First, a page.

History of the Conference

Conference Carolinas inherits a rich tradition in roots that date back to its early initial inception on December 6th, 1930. The conference was formed then as an athletic association "for the greater advantage of the small colleges in North Carolina". The official name given back then was the North State Intercollegiate Conference but known informally as the Old North State Conference.

The birthplace was the Washington Duke Hotel in Durham, NC and the seven charter members were Appalachian, Atlantic Christian (now Barton College), Catawba, Guilford, Elon, High Point, and Lenoir-Rhyne.

With the acceptance of the first member from South Carolina in Newberry College, a name change became necessary. Thus on May 20, 1961 the official name of the conference was changed to the Carolinas Intercollegiate Athletic Conference (CIAC) but commonly known less formerly as the Carolinas Conference.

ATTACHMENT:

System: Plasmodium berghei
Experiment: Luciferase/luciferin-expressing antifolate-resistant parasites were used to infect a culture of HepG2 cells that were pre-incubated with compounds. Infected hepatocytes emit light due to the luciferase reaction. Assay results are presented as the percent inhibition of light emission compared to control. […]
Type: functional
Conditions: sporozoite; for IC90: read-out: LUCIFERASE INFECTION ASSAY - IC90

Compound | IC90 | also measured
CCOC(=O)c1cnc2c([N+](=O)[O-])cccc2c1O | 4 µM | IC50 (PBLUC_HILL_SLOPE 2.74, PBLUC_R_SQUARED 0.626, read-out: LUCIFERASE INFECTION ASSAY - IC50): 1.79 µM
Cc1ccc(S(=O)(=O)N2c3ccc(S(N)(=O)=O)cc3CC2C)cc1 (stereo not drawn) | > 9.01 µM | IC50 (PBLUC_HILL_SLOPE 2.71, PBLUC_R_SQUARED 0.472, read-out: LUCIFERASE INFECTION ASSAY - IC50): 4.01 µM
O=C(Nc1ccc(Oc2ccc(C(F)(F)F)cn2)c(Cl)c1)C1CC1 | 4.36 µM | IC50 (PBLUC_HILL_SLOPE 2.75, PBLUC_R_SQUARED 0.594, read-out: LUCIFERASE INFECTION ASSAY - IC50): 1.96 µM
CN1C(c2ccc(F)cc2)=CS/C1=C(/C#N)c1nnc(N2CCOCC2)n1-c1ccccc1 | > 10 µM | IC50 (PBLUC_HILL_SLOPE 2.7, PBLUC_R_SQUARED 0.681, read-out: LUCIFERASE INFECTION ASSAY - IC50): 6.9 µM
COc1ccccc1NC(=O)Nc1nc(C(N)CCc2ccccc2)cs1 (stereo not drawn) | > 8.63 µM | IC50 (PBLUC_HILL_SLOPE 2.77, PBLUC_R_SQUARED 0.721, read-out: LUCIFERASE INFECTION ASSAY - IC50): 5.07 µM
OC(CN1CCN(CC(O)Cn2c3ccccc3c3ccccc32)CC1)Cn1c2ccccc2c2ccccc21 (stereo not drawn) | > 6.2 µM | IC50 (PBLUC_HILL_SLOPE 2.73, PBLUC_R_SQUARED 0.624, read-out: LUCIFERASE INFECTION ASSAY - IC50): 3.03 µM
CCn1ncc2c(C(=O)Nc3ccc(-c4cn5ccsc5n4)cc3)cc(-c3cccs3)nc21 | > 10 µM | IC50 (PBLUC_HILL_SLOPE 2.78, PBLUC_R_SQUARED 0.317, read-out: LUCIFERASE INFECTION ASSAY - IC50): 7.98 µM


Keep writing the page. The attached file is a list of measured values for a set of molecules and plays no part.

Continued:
The1993-94 academic year brought a change to the conference as dual membership was established with NAIA and NCAA Division II affiliation.

Perhaps the most significant change for the conference occurred in 1995. First, full membership into NCAA Division II was acquired and NAIA affiliation dropped. Thus, this was the first official year of full competition and championship play for the conference in NCAA DII status. Secondly, this was also the year that Longwood was included as a full member of the conference. With the first Virginia member, another name change occurred and the Carolinas-Virginia Athletics Conference (known more universally as the 'CVAC') was born.

In 2003, Longwood University left the conference to join NCAA Division I. With this move, the state of Virginia is no longer represented within the conference and a name change to Conference Carolinas was eventually selected. Thus the 2007-2008 academic year will officially become the first year of Conference Carolinas competition.